Nummular eczema (also known as discoid eczema and nummular dermatitis) is a common type of eczema that can occur at any age. It is notable because it looks very different than the usual atopic dermatitis and can be much more difficult to treat.
The word “nummular” comes from the Latin word for “coin” as the spots can look coin-shaped on the skin. They tend to be well-defined, but may be very itchy or not itchy at all. They can be very dry and scaly or can become wet and open.
The cause of nummular eczema is unknown, but it tends to be more isolated than atopic dermatitis and does not seem to run in families. Sometimes there is a triggering event such as:
Because it can look like ringworm (tinea corporis), it is important to make sure that it is not a fungal infection, especially if it is not responding to treatment. This can usually be done with a scraping or a fungal culture. Like atopic dermatitis, nummular eczema can also become infected by bacteria—usually staphylococcus—and should be treated as well if present.
Like atopic dermatitis, nummular eczema benefits from moisturizers to calm and protect the damaged skin barrier.
In many cases, you may receive a prescription for a corticosteroid medication to calm the inflammation as well. For some reason, the milder and even more moderate-potency corticosteroid creams may not be of much help with nummular eczema; more powerful creams are frequently required. Fortunately, unlike the chronic nature of atopic dermatitis, nummular eczema tends to disappear completely after adequate treatment in many individuals, minimizing the chance for side-effects with these stronger topical corticosteroids.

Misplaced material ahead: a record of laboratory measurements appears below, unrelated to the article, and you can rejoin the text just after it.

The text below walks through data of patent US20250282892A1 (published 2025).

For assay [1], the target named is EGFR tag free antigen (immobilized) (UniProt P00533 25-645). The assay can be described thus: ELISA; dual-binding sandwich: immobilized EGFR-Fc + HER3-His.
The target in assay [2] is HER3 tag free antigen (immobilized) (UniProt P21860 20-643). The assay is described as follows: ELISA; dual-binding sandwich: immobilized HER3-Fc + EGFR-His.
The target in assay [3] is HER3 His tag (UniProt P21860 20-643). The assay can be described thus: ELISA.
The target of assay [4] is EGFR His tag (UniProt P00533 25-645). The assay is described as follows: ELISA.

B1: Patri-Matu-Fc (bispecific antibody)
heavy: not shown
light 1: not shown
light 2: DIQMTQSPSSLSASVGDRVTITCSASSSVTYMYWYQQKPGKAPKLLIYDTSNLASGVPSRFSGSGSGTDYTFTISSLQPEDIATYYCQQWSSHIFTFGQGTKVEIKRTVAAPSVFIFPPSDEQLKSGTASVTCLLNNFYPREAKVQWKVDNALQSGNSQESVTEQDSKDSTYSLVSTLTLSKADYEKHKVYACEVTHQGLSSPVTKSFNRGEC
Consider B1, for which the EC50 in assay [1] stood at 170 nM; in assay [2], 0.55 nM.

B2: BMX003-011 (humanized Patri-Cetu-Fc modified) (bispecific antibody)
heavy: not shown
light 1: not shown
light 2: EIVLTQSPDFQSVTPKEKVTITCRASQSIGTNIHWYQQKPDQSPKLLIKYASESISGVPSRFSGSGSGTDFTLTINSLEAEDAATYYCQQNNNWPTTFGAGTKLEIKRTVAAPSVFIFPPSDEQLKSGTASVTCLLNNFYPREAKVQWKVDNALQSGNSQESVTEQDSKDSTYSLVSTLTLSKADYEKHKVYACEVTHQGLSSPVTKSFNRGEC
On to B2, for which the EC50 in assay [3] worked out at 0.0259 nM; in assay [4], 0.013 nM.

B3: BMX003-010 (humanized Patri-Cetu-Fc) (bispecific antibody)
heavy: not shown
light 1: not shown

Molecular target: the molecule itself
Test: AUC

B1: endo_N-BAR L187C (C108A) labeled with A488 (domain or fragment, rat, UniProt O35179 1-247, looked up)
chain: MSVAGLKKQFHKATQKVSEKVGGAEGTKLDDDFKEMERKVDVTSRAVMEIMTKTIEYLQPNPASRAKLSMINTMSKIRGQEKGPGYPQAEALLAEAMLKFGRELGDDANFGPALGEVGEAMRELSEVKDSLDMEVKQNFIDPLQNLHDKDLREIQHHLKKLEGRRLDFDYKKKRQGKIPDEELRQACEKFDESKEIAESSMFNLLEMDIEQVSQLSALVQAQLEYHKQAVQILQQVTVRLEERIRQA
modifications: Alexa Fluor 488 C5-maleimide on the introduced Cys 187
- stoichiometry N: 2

In cases where corticosteroids are not appropriate, or when they have been used for a prolonged period, a non-corticosteroid topical medication such as tacrolimus (Protopic) or pimecrolimus (Elidel) may be prescribed. These agents, topical calcineurin inhibitors , are approved for use by adults and children two years of age or older, and they avoid many of the side effects of corticosteroids.
Topical or oral antibiotics may be used when there is evidence of bacterial infection.
Oral antihistamines can be helpful for some, and may reduce some of the itch, especially at night.
In very severe cases, systemic steroids may be used for a short time. Again, unlike atopic dermatitis, there seems to be less risk of a “rebound flare up”, and so these can be used more safely for this condition when needed.
Although nummular eczema may be a form of atopic dermatitis, it appears to be a more limited one. Many individuals, even those presenting with very severe disease, seem to clear up completely after a short time and do not appear to have the long-term issues like other forms of eczema.
View more nummular eczema pictures at skinsight.com.